VN Archives: Kiefel’s breakthrough Italian win from 1985

The famous 7-Eleven team's debut European season got off to a hot start in 1985 when Ron Kiefel stunned the Italian champion at Trofeo Laigueglia.

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The last half century has produced countless amazing moments in pro cycling, and VeloNews has been there for almost all of them. This year we celebrate our 48th birthday. With 48 years worth of archives, we want to present some of the more memorable VeloNews covers, feature stories, and interviews from our past. Our hope is these curated snippets will help motivate you to pursue your passion for the sport you love.

It’s been 34 years since American Ron Kiefel and his upstart 7-Eleven team stunned the Europeans at the Italian one-day race Trofeo Laigueglia. Kiefel’s victory on February 20, 1985 earned him an important distinction: He became the first American to win a major Italian semi-classic race.

Here is an excerpt from the story by Marilee Attley from the March 8, 1985 edition of VeloNews, then known as Velo-news:

Ron Kiefel became the first American professional ever to win an Italian semi-classic with a victory in the 160km Trofeo Laigueglia Feb. 20. He edged out Italian national road champion Vittorio Algeri for the win.

The Italian had broken away from the field of 200 on the last lap, according to Keifel’s 7-Eleven team manager Jim Ochowicz. Kiefel was the only one who could bridge the gap. The two stayed away until the finish when Kiefel took the sprint, Ochowicz said.

Kiefel’s win was just the latest in a series of stellar European performances by the new U.S. professionals.

7-Eleven team manager Jim Ochowicz said he wasn’t surprised by the team’s success, “although I think it came a little quicker than we had anticipated. These guys are good bike riders. They know how to work as a team. They’ve been working as a team for four years now.

“We took a bit of a gamble on this trip and on the boys turning professional,” Ochowicz said. “But it’s part of the growth
of cycling and that’s been our standpoint from Day 1. In order for the sport to grow there have to be new incentives and new
programs. What this is doing is showing that we can be competitive in Europe.

“We’re letting the Europeans know that, hey, there’s a sport in America, there are companies in America that are supporting
the sport. It’s legit4ruzing American cycling completely.”

Davis Phinney said the Americans had been well received. “I think we’re fairly well respected,” he told The Boulder Daily
Camera. “In everybody’s minds they’re wondering what the Americans can do. As long as we do well it will be challenging.”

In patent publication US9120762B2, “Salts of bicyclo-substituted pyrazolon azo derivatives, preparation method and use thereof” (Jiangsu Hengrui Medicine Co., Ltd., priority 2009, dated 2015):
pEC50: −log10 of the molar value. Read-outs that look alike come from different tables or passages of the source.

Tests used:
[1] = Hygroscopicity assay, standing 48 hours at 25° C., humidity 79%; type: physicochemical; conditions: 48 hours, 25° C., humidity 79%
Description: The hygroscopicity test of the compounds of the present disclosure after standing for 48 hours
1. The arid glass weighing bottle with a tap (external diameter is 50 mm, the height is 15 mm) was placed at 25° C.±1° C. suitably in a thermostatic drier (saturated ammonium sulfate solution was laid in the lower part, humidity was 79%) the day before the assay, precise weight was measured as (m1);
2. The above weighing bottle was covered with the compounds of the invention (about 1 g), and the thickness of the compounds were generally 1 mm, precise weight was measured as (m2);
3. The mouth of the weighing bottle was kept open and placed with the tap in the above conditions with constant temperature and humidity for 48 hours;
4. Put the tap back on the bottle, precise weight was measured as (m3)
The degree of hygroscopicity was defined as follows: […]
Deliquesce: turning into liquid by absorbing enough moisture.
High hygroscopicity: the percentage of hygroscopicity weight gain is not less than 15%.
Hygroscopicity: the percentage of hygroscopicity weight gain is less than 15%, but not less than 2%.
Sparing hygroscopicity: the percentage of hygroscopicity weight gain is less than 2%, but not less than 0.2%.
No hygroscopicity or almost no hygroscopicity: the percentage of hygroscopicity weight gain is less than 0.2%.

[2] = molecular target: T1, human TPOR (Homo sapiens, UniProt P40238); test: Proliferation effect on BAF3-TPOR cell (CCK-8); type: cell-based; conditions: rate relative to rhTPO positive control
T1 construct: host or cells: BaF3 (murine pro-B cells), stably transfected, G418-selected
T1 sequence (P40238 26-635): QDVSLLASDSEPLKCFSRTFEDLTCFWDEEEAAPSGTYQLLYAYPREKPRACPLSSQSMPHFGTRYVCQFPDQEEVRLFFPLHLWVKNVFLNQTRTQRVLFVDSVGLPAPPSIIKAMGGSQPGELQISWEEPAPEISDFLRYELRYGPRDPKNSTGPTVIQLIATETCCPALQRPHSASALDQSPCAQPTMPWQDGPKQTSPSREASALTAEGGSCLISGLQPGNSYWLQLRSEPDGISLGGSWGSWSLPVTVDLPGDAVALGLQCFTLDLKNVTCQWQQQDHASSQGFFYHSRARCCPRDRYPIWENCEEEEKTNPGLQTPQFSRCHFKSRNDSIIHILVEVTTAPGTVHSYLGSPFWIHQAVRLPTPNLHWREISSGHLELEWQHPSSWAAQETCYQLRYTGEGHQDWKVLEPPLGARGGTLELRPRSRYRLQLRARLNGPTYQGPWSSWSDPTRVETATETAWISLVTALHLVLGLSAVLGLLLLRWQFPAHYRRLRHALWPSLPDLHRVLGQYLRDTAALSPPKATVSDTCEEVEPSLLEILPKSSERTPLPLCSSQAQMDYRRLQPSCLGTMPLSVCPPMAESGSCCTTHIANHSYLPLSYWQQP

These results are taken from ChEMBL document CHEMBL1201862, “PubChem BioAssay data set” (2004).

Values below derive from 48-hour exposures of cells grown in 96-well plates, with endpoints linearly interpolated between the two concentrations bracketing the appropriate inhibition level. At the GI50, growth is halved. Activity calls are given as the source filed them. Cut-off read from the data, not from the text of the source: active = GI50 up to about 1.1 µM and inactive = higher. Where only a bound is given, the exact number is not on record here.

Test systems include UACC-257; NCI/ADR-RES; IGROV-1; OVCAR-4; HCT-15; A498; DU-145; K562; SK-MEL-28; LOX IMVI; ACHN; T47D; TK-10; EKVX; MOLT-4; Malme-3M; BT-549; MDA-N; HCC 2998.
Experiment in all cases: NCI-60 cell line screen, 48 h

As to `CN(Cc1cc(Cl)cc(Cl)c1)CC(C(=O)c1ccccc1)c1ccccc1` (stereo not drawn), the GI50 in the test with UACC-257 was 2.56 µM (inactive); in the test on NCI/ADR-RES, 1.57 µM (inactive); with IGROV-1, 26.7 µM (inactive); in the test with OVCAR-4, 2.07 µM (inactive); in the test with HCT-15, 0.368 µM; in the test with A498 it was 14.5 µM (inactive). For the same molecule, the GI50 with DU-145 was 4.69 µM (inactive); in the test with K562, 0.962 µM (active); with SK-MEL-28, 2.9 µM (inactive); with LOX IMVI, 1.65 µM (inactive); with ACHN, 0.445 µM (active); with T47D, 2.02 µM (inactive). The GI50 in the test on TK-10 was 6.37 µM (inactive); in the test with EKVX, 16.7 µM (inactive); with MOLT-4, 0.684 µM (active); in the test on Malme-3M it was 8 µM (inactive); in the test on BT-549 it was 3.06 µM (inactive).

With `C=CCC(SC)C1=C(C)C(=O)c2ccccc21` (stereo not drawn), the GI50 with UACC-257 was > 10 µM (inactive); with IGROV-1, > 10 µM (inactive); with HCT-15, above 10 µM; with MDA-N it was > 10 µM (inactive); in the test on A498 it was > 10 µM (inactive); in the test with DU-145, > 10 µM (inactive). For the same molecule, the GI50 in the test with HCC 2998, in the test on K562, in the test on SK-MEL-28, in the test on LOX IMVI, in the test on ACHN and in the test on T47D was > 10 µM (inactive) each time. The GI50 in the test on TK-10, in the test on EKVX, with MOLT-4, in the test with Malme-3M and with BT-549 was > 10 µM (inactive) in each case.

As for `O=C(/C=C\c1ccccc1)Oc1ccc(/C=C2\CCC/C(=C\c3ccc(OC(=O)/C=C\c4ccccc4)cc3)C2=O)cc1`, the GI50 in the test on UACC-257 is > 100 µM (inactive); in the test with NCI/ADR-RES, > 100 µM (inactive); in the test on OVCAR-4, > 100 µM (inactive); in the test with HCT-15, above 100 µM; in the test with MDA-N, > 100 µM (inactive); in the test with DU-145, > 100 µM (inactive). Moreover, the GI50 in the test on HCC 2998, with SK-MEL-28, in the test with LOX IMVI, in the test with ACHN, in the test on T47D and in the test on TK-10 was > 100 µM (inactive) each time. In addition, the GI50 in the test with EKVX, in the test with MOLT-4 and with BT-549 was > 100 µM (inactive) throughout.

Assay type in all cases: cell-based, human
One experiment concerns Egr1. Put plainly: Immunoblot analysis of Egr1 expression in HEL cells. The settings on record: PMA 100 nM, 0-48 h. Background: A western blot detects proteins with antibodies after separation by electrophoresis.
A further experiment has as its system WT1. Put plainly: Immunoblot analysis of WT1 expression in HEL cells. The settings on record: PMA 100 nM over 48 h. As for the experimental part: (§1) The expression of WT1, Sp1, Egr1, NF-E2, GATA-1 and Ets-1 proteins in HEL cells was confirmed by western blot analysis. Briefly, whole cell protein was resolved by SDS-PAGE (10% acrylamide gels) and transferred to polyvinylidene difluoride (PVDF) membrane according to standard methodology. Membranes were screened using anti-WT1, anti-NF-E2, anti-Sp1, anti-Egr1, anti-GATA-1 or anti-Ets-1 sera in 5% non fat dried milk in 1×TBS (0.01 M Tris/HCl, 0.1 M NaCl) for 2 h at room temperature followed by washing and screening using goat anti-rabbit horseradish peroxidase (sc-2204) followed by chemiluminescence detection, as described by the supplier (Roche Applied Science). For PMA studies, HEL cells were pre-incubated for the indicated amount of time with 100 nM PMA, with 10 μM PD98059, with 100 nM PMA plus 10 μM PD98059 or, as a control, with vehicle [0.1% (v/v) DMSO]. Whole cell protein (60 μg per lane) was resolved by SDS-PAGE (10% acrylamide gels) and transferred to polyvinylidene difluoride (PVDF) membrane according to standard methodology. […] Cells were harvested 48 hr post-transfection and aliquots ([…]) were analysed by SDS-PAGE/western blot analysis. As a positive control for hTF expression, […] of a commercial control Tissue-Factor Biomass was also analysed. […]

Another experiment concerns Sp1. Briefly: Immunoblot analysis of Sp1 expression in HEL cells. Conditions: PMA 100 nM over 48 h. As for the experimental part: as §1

Ochowicz said, “The Europeans were impressed by the fact that we came over there and that we were professional in every way. They were impressed with the idea that an American company would come to Europe and race. We were extremely well received by all the competitors and team directors and even more so by the media. They were ecstatic that an American team was finally in Europe.”

Twenty-five years later, we published a story in the April 2010 issue of VeloNews and heard more from Kiefel about that memorable day of racing.

Here is what he told John Wilcockson in 2010:

“I didn’t get the book that showed that after the two laps you take this left turn and do this little side-road climb around the town and then come back to the main road,” Kiefel recalled.

“So we had done the two laps, come down to the coast and I was setting myself up thinking, ‘Okay, the sprint is up over this little hill through the tunnel and there’s the finish.’ Then, all of a sudden, we took this left tum. And there’s these guys attacking — boom, boom — and there are little steep hills in there, down and up. I had no idea this stuff was coming. We finally came back to the main road and I recognized where we were, and there’s one of Saronni’s teammates, a skinny Italian guy, at the front, trying to pull up his leader. And I’m looking at him and thinking, ‘You’re pulling? This is stupid.’ So I just attacked on a little hill.

“I got to the top and saw a rider up ahead. It was Vittorio Algeri, who was the Italian champion at the time. I tried to sprint by him, but he saw me coming. So he got on my wheel, and we worked together a little bit because we knew the field was right there.

“And then we got to the bottom of the hill 400 meters to the finish and I was just full-on tactic mode. I was like, ‘Okay, I don’t have to pull anymore.’ And I didn’t. I just stopped pulling. And he knew how big this race was, and he was the. Italian champion; he had everything to gain and I had nothing to lose.

“I just played that card and with 200 meters to go I just lit it up — and I was a good fast sprinter — but he didn’t know me from Adam. I just went blowing by him, and the field came roaring down and he just hung on for second.

“There’s that great picture of me — kind of crooked, sideways with these big white knee patches on my knees – and that was my first pro victory. It wasn’t an elegant looking photo but tactically it was a good race.

“If I’d known about all that hard stuff at the end I would have worried and stressed and I may have missed that opportunity, but I was just in the race and just went for it. That was my forte. I was good at the short, steep hills, with that quick acceleration at the end. I had that good sense of timing and ability on the hills.”

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